How to get over the fear of starting

The other day, a friend of mine said that she wanted to start a vlog. She loves to travel and was like I’d love to make travel vlogs.

I then asked her, why haven’t you started?

I don’t know, mostly fear.

In this vlog, I give several strategies on how to get over fear.

If you’re dealing with fear of judgment, here’s what I would think about:

  1. Realize life is actually short

We all know we’re mortal human beings.

But have you thought about the fact that — you’re gonna be dead in 80 years?

If you’re 20+ years of age and reading this, you’re most likely not going to be alive in 80 years.

That’s how short life is.

Why not make the most of being alive while you are alive?

Why are we waiting for some later time?

2. Realize life can change in a second

I know this sounds terrible and like I’m trying to scare people, but the future is unknown.

The reality is, while most of us hope we make it to a 100, life can change in a second.

Today, I could get into a car crash that kills me. I hope it doesn’t happen, but it could.

I think the important thing in life is to be regret free. If I were to die today, guess what, I would have no regrets?

I am living the life I want to and chasing my dreams.

Can you say that about yourself?

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Reflection: I think these 2 pieces of advice are really good for people who are afraid of judgment.

Who cares what anyone thinks of you? We’ll all be dead in 80 years. Is it really gonna matter what their judgment of you was?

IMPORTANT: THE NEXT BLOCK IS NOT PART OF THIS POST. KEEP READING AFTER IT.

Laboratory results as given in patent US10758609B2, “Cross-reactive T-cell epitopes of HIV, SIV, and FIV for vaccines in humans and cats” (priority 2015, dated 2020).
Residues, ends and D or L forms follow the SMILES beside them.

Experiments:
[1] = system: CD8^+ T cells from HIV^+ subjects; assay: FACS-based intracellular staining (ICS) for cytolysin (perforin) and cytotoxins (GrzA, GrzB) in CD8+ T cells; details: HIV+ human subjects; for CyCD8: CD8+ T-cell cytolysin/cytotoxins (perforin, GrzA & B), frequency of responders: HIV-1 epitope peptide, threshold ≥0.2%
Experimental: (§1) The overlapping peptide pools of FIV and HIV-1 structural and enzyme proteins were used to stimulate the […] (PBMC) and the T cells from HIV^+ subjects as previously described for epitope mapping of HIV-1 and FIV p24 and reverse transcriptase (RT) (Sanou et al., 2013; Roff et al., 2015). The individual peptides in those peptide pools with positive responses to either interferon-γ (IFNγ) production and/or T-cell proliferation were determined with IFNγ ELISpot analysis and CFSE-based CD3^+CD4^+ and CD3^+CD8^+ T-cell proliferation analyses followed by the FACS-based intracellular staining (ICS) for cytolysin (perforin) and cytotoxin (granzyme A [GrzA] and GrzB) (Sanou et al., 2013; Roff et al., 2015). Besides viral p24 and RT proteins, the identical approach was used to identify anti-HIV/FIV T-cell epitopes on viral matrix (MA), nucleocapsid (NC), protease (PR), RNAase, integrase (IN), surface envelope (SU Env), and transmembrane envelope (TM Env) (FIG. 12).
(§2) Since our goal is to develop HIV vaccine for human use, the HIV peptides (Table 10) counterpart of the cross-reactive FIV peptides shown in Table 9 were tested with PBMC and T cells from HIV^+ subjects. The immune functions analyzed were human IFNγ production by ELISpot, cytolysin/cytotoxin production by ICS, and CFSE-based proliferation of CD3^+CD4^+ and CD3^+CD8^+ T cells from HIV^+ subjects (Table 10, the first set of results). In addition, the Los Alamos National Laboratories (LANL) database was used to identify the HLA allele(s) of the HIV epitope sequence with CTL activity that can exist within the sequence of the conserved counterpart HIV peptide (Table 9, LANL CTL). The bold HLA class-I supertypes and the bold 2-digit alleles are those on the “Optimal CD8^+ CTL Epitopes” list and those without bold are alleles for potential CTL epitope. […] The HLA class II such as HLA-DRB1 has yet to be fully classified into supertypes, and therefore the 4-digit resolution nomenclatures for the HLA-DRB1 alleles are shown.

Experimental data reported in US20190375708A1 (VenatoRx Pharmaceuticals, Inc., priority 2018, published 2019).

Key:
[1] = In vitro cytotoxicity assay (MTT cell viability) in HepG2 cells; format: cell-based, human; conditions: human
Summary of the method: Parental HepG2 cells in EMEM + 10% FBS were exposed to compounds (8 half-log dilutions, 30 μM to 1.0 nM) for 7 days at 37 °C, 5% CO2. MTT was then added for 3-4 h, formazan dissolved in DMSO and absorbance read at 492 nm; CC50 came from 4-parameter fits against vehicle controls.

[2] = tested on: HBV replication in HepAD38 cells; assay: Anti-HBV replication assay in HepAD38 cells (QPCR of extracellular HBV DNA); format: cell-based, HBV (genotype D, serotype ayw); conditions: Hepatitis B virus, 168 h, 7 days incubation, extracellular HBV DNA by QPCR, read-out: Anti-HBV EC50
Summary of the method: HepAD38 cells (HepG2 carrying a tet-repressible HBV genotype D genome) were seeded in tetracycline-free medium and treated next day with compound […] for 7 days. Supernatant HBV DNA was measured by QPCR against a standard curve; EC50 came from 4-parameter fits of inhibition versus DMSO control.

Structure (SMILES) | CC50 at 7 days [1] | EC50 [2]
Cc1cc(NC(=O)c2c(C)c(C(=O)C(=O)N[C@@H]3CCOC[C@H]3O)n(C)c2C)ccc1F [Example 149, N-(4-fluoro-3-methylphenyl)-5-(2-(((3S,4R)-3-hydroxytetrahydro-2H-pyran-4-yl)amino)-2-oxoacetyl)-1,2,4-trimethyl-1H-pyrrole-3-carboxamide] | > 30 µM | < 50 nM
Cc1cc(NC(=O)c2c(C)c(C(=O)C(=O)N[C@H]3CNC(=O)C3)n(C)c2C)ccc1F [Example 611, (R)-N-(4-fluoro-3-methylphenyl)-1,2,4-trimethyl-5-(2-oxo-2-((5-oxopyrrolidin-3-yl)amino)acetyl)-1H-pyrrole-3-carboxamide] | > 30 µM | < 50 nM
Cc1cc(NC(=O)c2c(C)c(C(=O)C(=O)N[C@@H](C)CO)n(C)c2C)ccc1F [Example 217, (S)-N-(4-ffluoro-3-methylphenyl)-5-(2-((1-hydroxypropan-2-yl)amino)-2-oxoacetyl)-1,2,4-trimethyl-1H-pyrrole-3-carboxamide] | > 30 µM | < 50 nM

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If you’re dealing with fear of failure, here’s what I would think about:

1. What’s the worst case scenario?

You do a vlog for 2 years and decide to stop because you never made it big.

Okay, so what?

Some people think you’re a failure. Why do you care? Everybody has failures.

Michael Jordan failed 7 years in a row before winning his first NBA championship and now he’s considered the greatest basketball player by many people.

Name me 1 successful person who didn’t fail in life.

I’ll wait. You won’t find one. Everyone fails. No one has a perfect record.

Also, are the people that think you’re a failure actually people you should be caring about? Did they really care about you if they consider you a failure?

A true friend would be a lot more supportive — that’s amazing you chased your dream because now you won’t have any regrets about not trying.

A real friend would encourage you to try and “fail”, rather than not try out of fear and never know.

2. Realize even if you do “fail”, you’ll learn a lot.